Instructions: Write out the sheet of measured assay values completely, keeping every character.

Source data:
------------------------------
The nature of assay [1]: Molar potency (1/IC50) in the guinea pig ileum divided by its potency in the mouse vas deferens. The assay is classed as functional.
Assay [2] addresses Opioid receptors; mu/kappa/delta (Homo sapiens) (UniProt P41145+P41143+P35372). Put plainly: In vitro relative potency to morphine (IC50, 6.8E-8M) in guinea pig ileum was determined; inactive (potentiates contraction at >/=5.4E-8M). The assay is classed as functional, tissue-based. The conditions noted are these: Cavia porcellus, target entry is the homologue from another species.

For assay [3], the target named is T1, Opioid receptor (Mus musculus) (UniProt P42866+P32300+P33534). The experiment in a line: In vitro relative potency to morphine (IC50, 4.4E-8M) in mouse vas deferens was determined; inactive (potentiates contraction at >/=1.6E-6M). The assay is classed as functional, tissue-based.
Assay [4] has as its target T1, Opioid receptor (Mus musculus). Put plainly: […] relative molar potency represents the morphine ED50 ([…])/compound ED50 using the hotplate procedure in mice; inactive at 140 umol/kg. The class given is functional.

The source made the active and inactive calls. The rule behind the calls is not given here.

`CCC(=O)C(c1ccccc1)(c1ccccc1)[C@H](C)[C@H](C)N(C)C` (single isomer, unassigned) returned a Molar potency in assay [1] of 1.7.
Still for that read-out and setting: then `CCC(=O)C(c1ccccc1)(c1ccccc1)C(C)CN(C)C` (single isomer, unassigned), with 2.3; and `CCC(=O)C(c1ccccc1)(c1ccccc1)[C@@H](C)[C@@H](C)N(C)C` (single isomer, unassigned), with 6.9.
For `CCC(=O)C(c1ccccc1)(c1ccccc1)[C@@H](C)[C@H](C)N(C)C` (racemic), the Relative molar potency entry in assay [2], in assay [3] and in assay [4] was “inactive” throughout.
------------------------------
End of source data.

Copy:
The nature of assay [1]: Molar potency (1/IC50) in the guinea pig ileum divided by its potency in the mouse vas deferens. The assay is classed as functional.
Assay [2] addresses Opioid receptors; mu/kappa/delta (Homo sapiens) (UniProt P41145+P41143+P35372). Put plainly: In vitro relative potency to morphine (IC50, 6.8E-8M) in guinea pig ileum was determined; inactive (potentiates contraction at >/=5.4E-8M). The assay is classed as functional, tissue-based. The conditions noted are these: Cavia porcellus, target entry is the homologue from another species.

For assay [3], the target named is T1, Opioid receptor (Mus musculus) (UniProt P42866+P32300+P33534). The experiment in a line: In vitro relative potency to morphine (IC50, 4.4E-8M) in mouse vas deferens was determined; inactive (potentiates contraction at >/=1.6E-6M). The assay is classed as functional, tissue-based.
Assay [4] has as its target T1, Opioid receptor (Mus musculus). Put plainly: […] relative molar potency represents the morphine ED50 ([…])/compound ED50 using the hotplate procedure in mice; inactive at 140 umol/kg. The class given is functional.

The source made the active and inactive calls. The rule behind the calls is not given here.

`CCC(=O)C(c1ccccc1)(c1ccccc1)[C@H](C)[C@H](C)N(C)C` (single isomer, unassigned) returned a Molar potency in assay [1] of 1.7.
Still for that read-out and setting: then `CCC(=O)C(c1ccccc1)(c1ccccc1)C(C)CN(C)C` (single isomer, unassigned), with 2.3; and `CCC(=O)C(c1ccccc1)(c1ccccc1)[C@@H](C)[C@@H](C)N(C)C` (single isomer, unassigned), with 6.9.
For `CCC(=O)C(c1ccccc1)(c1ccccc1)[C@@H](C)[C@H](C)N(C)C` (racemic), the Relative molar potency entry in assay [2], in assay [3] and in assay [4] was “inactive” throughout.